Earlier in a nationwide broadcast, President Tinubu praised the winner of the annulled June 12, 1993, presidential election, Chief Moshood Abiola and other heroes of democracy, including General Shehu Musa Yar’Adua and Pa Alfred Rewane, among others.

In his Democracy Day broadcast on Wednesday, the President also celebrated other heroes including Chief Anthony Enahoro, Chief Abraham Adesanya, Commodore Dan Suleiman, Chief Arthur Nwankwo, Chief Chukwuemeka Ezeife, Admiral Ndubuisi Kanu, Chief Frank Kokori, and Chief Bola Ige, and other eminent Nigerians who made great sacrifices for the restoration of democracy in the country.

The President urged Nigerians to beware of elements who might want to undermine the current democratic dispensation.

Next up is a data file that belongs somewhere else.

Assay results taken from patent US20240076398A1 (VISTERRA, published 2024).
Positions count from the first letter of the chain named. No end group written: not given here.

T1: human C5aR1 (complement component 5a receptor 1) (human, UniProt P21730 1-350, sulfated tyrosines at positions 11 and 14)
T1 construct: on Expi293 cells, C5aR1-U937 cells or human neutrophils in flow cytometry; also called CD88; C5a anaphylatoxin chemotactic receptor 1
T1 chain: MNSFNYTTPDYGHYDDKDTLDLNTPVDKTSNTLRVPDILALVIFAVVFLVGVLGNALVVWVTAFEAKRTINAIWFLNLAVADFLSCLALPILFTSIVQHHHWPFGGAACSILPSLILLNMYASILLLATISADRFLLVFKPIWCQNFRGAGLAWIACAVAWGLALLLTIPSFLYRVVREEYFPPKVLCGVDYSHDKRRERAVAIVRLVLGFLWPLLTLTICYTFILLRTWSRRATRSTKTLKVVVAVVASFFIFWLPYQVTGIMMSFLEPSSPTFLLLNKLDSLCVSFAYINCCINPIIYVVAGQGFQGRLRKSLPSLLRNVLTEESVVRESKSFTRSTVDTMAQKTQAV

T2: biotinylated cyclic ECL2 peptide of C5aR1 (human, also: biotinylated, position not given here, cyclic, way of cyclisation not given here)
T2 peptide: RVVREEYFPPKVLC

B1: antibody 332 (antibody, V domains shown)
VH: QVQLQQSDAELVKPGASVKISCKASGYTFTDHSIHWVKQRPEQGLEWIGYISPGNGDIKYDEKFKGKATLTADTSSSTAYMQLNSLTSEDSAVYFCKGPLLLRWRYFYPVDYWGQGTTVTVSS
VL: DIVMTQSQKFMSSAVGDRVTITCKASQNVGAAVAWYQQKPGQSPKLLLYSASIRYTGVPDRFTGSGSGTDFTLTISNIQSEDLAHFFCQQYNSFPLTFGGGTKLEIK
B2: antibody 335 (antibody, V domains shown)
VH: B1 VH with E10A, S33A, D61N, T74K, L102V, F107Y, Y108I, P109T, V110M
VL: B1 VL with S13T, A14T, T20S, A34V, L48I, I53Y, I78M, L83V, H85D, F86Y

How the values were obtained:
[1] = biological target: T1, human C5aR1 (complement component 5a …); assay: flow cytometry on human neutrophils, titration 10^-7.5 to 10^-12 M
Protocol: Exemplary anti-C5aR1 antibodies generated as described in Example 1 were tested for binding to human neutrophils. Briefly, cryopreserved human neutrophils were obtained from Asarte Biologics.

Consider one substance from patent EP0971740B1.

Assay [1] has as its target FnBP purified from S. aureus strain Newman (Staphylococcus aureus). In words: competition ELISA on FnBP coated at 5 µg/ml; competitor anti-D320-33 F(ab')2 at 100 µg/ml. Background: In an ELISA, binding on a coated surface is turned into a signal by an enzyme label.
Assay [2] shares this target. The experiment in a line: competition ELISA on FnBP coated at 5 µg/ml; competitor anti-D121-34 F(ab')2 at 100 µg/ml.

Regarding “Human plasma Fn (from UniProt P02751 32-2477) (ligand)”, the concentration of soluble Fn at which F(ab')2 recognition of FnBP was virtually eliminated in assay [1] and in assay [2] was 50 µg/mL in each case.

He acknowledged the economic hardships in the country and expressed his commitment to supporting the citizens.

He said, “On this day, 31 years ago, we entered our rites of passage to becoming a true and enduring democratic society.

“Going through this passage was hard and dangerous. During the fateful six years that followed, we fought and struggled for our natural rights as human beings put on this earth by the divine hand of our Creator.

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Minumum Wage: Govs should resign if they can’t pay, says Labour

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Last Updated on June 9, 2024 by Fellow Press